Lay Out Your Options

You might have a usual set of techniques or frameworks you use. If you want to use your normal framework for helping a group make a decision, that will be one of your options. Another option would be to ask a colleague other ways to do group decision-making. You may wish to design 3 or 4 warm up activities that ensure the group is completely ready to make a sound decision. You might try writing out each planned meeting activity on a post-it note (one activity per post-it note). Lay them out on your desk and rearrange the activities until it feels like a logical flow. If you don’t know the ORID framework yet, I recommend learning that for stellar agenda designs. We offer them in our ToP classes. You can also read books about ORID which is also known as The Focused Conversation Method. The secret is it’s not just a conversation method, it’s a method for designing.

Look for Flow That is Pleasing & Efficient

The previous step suggested you use post-its to arrange your flow. So I’m going to take you another step further. The flow that I’m asking you to look at here is for all those segue activities that compliment each of those bigger activities. For example, in the very beginning, have you decided what information the group needs before they can participate in the activity? Facilitators often call this context setting. There’s so many fun ways to set context. You can have small groups review one section of a document each. They then present a short overview in the form of a story or drawing to help the group quickly understand critical information needed to support other activities in the meeting. This flow step is about creating fun and creative, extras that will change a boring meeting into something that is both pleasing and engaging, but also efficient.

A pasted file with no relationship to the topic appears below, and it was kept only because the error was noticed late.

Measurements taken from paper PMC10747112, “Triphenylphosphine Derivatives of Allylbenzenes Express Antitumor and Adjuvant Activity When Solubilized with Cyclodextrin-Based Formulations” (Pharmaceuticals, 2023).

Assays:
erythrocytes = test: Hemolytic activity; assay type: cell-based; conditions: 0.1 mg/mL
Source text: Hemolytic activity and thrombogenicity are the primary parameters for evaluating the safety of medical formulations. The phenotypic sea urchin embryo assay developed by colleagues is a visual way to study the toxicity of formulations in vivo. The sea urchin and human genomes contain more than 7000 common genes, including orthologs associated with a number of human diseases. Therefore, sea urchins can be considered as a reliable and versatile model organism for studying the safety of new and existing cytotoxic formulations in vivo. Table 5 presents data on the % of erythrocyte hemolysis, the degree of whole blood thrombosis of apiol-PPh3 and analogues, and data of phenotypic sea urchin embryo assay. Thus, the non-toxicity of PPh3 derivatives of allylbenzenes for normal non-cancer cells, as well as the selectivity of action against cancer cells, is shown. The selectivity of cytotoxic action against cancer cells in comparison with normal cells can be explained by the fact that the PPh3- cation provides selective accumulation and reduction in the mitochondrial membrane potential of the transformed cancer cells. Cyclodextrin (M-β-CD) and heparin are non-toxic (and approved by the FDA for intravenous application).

Put Together a Trial Version

This is where you might draw out your agenda in the form of a mind map or a flow chart and get a sense of its look and feel as a whole before you put it into a written format. Then share your trial version with 1-2 key people and see what refinements they would make. They may have some suggestions for tweaking an activity or putting more time into one activity versus another. Make sure your trial version has estimated times for each activity. See one version of a blank template you can use in our Templates section below. You might also enjoy viewing our download called “Facilitator Guide – Small Group”.

Enjoy this summary while having a tour of my mosaic studio and my latest art project in the 4 minute video as it’s related to meeting design.

We’ve got some more great resources for some of these steps below. If I’ve forgotten a step, let me know.


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Barbara MacKay

Barbara loves “everything facilitation”. She thinks BIG! She loves working with other facilitators around the globe to create transformational results for client groups. She loves teaching others how to do that. She loves presenting at global facilitator conferences. She loves certifying new professional facilitators. If you also love what process facilitation can do for the world, connect with her – virtually or in person. She believes facilitation processes, used well, will provide the roadmap to a more just and sustainable world.